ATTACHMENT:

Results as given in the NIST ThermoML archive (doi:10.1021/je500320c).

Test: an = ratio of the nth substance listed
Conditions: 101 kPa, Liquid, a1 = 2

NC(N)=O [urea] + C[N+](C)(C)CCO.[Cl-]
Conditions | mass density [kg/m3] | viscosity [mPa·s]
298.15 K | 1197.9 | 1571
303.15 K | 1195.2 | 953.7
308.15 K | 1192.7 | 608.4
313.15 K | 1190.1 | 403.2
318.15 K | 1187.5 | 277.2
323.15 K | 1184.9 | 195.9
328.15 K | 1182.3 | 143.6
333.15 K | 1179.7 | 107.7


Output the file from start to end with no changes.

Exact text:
Results as given in the NIST ThermoML archive (doi:10.1021/je500320c).

Test: an = ratio of the nth substance listed
Conditions: 101 kPa, Liquid, a1 = 2

NC(N)=O [urea] + C[N+](C)(C)CCO.[Cl-]
Conditions | mass density [kg/m3] | viscosity [mPa·s]
298.15 K | 1197.9 | 1571
303.15 K | 1195.2 | 953.7
308.15 K | 1192.7 | 608.4
313.15 K | 1190.1 | 403.2
318.15 K | 1187.5 | 277.2
323.15 K | 1184.9 | 195.9
328.15 K | 1182.3 | 143.6
333.15 K | 1179.7 | 107.7